Funding for general practice has slumped to a nine-year low, new figures show.
According to the Royal College of General Practitioners (RCGP) and the National Association for Patient Participation (NAAP) claim this lack of funding is compromising the standard to care offered to patients, leading to longer waiting times and increasing pressure on A&E.
In 2004/05 10.33% of the British NHS budget was spent on general practice. By 2011/12 this figure had declined by almost 2% to 8.4%, the groups have said.
An opinion poll commissioned by the RCGP shows 70% of GPs fear that waiting times will worsen over the next two years, 80% say they no longer have the resources to provide high-level patient care and 47% of GPs have had to withdraw some patient services.
The RCGP and NAAP are calling on the government to increase the percentage of NHS spending on general practice to 11% by 2017.
Newly appointed RCGP chair Dr Maureen Baker said: “The share of the NHS budget spent on general practice has slumped to the lowest point on record.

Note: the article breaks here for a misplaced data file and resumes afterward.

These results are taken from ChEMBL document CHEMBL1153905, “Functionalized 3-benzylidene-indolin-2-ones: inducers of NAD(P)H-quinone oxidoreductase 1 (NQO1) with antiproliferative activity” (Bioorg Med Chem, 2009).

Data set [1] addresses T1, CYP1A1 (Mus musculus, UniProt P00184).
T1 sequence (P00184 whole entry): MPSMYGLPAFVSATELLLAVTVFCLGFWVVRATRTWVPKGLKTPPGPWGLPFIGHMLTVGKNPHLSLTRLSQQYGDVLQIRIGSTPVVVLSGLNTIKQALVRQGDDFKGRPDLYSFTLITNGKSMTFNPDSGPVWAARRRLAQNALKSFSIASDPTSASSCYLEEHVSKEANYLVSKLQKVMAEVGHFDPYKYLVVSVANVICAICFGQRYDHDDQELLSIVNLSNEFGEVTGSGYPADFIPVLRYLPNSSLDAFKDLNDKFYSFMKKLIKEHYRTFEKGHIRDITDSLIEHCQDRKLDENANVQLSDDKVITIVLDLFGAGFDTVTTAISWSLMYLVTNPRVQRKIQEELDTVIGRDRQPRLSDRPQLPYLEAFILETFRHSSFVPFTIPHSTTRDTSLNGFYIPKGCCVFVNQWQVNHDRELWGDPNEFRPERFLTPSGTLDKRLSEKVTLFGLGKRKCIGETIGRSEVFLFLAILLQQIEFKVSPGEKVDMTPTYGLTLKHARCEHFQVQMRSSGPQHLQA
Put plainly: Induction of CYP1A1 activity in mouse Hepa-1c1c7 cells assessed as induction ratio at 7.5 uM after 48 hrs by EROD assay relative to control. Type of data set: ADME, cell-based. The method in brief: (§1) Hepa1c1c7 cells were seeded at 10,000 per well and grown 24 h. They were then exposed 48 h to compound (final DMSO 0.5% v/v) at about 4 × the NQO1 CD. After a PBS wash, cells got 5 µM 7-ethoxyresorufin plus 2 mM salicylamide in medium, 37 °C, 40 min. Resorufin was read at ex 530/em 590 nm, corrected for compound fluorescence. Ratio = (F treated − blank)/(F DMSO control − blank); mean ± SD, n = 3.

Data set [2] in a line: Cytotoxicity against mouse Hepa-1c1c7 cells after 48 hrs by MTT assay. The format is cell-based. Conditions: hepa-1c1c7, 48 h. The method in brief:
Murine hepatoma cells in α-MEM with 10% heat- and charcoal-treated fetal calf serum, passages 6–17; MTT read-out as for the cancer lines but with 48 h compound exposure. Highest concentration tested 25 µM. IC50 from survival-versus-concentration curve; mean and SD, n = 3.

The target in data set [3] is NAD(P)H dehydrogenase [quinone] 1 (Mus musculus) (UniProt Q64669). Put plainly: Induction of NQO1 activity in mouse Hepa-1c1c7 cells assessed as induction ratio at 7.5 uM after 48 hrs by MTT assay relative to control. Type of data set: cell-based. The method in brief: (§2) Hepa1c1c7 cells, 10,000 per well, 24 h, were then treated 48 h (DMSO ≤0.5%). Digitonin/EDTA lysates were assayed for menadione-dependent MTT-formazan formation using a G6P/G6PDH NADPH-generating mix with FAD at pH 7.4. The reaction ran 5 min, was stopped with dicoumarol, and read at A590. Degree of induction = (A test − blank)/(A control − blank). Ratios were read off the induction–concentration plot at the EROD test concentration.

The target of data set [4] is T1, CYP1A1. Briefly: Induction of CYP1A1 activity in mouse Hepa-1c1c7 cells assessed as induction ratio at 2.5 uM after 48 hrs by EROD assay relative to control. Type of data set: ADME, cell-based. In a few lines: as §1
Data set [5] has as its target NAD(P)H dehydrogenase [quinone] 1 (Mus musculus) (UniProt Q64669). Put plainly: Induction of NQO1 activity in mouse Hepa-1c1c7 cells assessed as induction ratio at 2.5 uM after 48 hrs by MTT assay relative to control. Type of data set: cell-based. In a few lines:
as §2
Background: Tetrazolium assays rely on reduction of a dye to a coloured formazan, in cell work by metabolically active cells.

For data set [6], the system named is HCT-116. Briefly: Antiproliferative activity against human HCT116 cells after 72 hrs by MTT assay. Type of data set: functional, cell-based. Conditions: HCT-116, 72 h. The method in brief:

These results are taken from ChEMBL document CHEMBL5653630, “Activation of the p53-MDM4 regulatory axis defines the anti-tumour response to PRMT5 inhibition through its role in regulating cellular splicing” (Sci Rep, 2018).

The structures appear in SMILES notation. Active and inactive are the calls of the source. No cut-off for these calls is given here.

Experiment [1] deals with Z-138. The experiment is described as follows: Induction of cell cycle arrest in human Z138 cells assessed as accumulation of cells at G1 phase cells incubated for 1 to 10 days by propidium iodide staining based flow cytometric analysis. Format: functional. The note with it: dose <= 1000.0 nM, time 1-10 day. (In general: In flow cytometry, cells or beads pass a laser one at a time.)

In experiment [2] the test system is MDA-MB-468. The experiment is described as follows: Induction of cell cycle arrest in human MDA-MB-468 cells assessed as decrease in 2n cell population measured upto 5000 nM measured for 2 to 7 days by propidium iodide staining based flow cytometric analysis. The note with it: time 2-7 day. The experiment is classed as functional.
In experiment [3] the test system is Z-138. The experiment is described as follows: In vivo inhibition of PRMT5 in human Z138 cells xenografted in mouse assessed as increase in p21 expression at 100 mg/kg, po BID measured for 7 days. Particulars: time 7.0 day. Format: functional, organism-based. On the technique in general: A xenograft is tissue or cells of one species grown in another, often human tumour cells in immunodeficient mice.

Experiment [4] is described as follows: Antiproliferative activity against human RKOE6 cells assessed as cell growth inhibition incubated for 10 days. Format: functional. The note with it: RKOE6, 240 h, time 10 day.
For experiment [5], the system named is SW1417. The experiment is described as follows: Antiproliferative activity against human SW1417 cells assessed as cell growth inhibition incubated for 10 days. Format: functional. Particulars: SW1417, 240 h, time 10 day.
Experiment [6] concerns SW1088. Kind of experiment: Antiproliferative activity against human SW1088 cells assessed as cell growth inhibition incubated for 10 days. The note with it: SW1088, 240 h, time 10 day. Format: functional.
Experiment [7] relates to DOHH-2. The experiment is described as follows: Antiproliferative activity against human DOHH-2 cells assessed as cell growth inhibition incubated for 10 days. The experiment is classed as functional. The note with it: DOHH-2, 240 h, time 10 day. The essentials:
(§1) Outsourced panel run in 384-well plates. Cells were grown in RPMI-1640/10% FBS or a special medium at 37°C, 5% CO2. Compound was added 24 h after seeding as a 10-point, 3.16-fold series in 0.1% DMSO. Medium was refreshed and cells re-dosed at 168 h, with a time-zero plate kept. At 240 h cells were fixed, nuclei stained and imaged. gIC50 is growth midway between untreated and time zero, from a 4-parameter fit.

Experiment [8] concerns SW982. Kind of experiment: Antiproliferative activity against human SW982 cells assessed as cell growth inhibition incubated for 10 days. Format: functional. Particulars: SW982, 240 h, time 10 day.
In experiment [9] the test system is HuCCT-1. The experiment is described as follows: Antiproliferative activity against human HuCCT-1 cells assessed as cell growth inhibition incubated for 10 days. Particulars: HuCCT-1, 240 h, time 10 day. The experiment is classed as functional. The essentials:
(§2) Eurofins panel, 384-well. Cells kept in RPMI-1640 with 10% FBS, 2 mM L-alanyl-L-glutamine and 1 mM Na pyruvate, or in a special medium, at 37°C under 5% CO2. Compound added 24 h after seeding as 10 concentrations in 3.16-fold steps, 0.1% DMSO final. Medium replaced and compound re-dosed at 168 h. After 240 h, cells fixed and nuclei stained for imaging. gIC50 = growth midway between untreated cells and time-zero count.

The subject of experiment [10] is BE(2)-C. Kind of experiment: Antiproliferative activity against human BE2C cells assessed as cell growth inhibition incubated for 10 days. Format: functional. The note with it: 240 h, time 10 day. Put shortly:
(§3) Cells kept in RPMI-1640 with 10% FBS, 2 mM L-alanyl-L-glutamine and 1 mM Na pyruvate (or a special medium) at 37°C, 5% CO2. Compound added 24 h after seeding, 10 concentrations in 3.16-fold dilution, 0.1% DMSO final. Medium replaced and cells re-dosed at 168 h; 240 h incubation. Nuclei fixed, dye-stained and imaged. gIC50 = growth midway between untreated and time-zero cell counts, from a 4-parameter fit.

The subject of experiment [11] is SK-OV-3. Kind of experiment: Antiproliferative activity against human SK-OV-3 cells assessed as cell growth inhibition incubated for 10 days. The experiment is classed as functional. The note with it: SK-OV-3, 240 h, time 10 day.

“The various NHS bodies and governments who decide how we divide the NHS funding cake in the UK have inadvertently allowed a situation to develop in which funding for general practice is being steadily eroded. With services now at breaking point, it’s time to come up with a plan to turn the tide.
“The governments of the UK must end this crisis by increasing spending on patient care in general practice to 11% of the total NHS budget across the UK by 2017.”
President and chair of the National Association for Patient Participation, Patricia Wilkie, said:
“We believe that there needs to be increased investment in patients and GP care in order to improve and sustain the high standards of quality in patient care that patients need and GPs want to give.”